And despite MG Rover suggesting that the engine is happy to run on anything from 90 - 98 RON fuel, on normal unleaded we could hear some detonation at times, quickly settling as the knock detector pulled back timing.
However, the 2.5-litre does have a trait that suits itself admirably to the chassis: there's never that rush of torque that in nearly all performance front-wheel drives can unsettle the car. So in the ZT you'll find no torque steer, very little traction problems, and no sudden surges of understeer when cornering on the throttle. Instead it's a case of winding out the engine to the 6750rpm (soft) rev cut, flicking the short-throw gear lever from slot to slot - and leaving your foot nailed to the floor. Keep the entrance speeds up and get on the power early and on a demanding road the ZT can be flowed along very quickly. And, despite the firm ride resulting from the stiffened suspension, bad mid-corner bumps usually don't upset the poise. The exception is when the suspension is already compressed and then a sharp, difficult bump is met. The car still stays composed - but there is a loud thump as the suspension on that corner hits its bump-stop.
The only time that the ZT's handling degenerates is on the tightest of hairpin corners - there it can get inner wheelspin, and start power-sliding at speed towards the edge of the road. The rear isn't especially throttle steerable in these conditions either. But it needs to be stressed that the ZT only does this when provoked - in all other cornering conditions its composure and reassurance are pronounced.
Inside the cabin, space is at a premium. With the body's high waistline, low seating position and very narrow foot wells the ZT feels a little claustrophobic. People with large feet will find it difficult to drive, as the driver's left foot needs to be slid under the clutch pedal and then to the left before it can access the footrest - there isn't room to move your foot past the edge of the clutch pedal. The distance between the brake and the accelerator - wonderful for heel and toeing if you have feet small enough - is also too tight for those wearing large shoes.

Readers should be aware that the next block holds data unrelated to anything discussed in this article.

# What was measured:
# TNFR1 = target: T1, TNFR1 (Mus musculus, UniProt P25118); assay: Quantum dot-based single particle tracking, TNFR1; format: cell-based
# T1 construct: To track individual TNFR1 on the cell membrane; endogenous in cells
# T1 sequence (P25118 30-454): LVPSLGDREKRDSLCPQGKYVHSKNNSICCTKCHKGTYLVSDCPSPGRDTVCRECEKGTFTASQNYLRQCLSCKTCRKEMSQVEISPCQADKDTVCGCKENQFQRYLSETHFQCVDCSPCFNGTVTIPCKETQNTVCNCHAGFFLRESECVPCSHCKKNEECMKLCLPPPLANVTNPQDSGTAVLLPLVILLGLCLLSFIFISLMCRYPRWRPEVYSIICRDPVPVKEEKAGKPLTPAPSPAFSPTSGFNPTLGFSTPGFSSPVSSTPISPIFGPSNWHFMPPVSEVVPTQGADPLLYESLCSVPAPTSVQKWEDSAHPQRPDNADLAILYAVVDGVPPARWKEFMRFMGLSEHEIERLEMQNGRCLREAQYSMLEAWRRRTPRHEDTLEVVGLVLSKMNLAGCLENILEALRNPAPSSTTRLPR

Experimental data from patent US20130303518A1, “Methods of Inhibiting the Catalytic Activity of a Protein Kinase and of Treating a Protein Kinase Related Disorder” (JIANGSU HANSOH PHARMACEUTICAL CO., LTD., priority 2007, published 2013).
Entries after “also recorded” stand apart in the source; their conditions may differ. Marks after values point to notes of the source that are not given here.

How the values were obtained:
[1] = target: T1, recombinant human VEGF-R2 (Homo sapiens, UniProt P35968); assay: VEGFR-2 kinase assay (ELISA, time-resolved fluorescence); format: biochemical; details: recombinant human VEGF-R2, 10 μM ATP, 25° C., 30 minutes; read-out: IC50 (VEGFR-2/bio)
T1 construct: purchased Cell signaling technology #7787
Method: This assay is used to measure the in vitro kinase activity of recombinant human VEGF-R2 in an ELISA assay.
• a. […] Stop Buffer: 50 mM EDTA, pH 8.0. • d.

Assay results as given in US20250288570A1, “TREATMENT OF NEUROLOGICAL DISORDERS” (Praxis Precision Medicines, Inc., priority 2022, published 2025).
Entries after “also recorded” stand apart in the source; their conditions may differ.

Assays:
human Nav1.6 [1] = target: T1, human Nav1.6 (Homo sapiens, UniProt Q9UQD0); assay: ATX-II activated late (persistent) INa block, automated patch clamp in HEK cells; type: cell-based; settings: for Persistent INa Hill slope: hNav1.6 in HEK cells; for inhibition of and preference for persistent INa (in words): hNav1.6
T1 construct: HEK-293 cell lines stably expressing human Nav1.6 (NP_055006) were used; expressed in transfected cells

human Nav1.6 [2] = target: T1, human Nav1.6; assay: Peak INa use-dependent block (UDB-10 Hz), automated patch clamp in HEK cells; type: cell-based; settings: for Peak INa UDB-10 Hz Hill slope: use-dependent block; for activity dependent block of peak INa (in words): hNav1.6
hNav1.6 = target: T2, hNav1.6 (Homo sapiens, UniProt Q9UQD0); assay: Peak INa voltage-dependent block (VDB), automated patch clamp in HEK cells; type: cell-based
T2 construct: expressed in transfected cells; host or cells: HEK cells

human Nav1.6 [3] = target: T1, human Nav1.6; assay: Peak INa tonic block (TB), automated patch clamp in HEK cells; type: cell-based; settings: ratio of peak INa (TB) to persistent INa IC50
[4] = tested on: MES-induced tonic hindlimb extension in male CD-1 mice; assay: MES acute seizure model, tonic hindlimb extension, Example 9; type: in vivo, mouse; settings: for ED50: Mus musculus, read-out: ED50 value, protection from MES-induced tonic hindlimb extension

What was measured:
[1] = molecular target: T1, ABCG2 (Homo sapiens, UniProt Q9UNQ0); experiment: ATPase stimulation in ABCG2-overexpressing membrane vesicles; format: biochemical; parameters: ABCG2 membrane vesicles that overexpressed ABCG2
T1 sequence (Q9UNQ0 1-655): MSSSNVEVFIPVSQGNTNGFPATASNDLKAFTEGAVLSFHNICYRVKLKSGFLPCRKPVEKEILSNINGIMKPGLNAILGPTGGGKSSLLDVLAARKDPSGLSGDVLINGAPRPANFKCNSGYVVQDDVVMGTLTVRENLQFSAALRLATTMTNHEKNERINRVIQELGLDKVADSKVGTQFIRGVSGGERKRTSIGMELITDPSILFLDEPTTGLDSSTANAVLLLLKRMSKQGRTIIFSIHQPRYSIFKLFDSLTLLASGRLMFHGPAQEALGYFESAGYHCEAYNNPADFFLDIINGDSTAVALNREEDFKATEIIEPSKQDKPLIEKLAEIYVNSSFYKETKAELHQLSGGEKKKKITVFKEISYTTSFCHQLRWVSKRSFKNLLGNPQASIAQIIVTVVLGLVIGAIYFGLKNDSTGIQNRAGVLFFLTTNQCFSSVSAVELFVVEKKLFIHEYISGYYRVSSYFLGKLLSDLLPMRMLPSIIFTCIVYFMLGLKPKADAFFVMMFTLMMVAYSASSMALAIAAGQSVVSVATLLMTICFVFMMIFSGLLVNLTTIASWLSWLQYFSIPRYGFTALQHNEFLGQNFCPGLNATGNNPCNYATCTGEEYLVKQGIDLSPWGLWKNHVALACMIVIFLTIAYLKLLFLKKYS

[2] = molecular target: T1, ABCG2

With the front seats right back, rear knee room is atrocious, while backseat occupants will also have to put up with looking out at the C-pillar. However, moving the front seats forward a little still gives adequate room for front occupants and dramatically improves rear conditions. In contrast, the boot is large and contains a full-size spare wheel. The rear seat back folds down as one piece (although it doesn't lie flat) and additionally has a ski-port.
For a couple with small children, or who only occasionally want to carry rear seat passengers, the ZT is fine. Try regularly fitting teenagers into the back seats though and you'll be hearing a host of complaints...
The equipment level in some respects is outstanding for the dollars being paid: there are no less than six airbags, the headlights are self-levelling high intensity discharge designs with washers, and the seats are excellent. On the downside, the air con is manual, the sound system a single CD radio, and while there's cruise control, it surges unpleasantly when activated.
If you're happy with the straight-line performance and compact interior, there's not a lot wrong with the ZT. It has a wonderful chassis, a surprisingly high level of passive and active safety, and a sweet engine. At $60,000, it's also good value for money.
But in the real world of buying cars - and then later selling them - we'd be reluctant to recommend the MG. Australian automotive history is littered with niche cars imported in small numbers that have then crashed in value - and some of those cars were brought in by major, established prestige marques. If you take the ZT for a drive and love it, we'll fully understand. And if you buy on the basis that you intend keeping the car for a decade, fine. But if you do as most and want to trade out of it in 3 years' time, expect the car to have fallen dramatically in value. Unfortunately, we'd bet on that...
MG ZT Fast Facts...
- Excellent handling and an acceptable ride
- Smooth, revvy engine
- Performance doesn't live up to handling
- Compact interior
- Good equipment for price
- Likely to have poor resale
The MG ZT was supplied for this test courtesy of MG Rover Australia.